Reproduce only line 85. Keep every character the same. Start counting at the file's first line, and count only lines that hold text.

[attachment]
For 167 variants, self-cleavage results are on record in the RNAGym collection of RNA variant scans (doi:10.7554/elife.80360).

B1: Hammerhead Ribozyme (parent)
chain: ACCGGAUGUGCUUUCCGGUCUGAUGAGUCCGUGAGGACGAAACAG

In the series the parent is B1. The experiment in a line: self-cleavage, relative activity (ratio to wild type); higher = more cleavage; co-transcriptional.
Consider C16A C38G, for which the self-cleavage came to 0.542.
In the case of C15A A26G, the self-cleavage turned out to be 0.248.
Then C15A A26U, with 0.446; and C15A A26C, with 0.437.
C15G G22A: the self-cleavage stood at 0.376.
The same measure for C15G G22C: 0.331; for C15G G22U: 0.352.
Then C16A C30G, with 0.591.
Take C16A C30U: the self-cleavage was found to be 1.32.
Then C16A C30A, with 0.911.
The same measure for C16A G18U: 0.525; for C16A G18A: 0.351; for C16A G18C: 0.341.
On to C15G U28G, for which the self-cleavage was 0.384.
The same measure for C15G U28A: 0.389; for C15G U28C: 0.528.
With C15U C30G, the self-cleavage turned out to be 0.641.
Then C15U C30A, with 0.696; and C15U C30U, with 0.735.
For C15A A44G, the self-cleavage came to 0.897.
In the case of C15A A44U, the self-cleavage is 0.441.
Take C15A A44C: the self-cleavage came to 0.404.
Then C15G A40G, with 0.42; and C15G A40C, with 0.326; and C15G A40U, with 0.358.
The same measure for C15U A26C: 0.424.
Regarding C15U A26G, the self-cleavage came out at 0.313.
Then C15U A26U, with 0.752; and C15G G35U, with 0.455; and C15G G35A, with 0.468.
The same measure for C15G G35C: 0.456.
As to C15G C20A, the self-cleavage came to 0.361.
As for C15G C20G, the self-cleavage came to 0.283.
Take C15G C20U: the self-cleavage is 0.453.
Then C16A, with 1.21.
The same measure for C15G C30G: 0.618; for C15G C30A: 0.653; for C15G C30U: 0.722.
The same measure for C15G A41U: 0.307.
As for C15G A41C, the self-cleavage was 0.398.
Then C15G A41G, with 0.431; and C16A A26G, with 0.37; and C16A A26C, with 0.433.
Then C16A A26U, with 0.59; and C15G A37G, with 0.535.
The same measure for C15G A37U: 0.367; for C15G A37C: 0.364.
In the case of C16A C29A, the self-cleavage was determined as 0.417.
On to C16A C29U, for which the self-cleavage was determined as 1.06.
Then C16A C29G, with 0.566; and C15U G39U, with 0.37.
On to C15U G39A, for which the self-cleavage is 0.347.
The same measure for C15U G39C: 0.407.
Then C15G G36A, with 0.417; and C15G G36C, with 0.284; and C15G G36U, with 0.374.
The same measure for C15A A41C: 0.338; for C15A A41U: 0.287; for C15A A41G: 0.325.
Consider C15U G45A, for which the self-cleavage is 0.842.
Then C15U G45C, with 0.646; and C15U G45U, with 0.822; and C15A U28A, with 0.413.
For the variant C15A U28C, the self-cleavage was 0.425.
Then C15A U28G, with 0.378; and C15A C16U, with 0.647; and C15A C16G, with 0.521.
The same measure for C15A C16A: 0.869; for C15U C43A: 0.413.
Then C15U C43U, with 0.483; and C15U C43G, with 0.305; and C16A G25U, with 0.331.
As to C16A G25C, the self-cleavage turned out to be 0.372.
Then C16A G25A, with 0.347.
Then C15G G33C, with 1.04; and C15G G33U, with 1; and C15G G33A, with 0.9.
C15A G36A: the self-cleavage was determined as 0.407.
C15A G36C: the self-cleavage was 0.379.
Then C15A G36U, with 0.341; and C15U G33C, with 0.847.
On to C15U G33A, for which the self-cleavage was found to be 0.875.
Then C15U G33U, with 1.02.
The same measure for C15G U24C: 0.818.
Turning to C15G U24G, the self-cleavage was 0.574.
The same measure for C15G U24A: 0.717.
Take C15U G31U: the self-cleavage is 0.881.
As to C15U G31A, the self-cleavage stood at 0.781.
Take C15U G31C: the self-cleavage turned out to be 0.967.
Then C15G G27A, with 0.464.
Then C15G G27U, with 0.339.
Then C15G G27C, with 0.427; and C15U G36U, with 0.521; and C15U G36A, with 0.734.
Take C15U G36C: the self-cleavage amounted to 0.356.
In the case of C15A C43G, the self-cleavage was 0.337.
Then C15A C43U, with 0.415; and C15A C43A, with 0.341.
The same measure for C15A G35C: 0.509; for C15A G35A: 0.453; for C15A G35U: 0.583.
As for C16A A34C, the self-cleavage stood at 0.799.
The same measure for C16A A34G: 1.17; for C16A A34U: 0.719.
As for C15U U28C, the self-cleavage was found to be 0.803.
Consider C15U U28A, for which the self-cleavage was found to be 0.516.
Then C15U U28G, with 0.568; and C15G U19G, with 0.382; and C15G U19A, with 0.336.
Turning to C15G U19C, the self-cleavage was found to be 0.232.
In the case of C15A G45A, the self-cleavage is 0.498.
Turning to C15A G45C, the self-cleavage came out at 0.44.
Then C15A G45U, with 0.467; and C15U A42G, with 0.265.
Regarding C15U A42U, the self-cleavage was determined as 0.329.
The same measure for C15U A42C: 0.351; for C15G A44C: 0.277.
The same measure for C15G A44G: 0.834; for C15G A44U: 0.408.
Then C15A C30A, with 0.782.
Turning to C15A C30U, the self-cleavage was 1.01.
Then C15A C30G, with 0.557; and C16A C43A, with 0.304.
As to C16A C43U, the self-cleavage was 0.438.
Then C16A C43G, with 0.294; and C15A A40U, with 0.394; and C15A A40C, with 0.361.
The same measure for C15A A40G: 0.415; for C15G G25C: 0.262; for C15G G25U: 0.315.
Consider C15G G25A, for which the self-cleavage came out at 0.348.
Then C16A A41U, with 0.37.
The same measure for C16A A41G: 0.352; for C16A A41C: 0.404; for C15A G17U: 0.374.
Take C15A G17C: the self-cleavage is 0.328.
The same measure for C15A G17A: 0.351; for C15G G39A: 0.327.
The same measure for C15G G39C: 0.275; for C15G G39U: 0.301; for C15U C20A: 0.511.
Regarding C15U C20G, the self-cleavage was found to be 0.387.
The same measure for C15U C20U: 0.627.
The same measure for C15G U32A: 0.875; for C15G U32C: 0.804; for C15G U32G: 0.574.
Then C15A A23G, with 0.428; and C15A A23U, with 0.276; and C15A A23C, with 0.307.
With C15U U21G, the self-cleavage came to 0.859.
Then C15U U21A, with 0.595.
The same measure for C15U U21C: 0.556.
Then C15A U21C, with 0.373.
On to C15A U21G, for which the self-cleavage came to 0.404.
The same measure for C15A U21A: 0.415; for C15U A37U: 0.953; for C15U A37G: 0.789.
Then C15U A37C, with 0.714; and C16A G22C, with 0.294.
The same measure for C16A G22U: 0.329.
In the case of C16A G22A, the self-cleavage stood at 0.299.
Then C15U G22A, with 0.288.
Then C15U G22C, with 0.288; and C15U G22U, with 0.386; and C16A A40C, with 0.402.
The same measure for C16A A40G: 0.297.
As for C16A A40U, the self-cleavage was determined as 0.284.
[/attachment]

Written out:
As to C16A C43U, the self-cleavage was 0.438.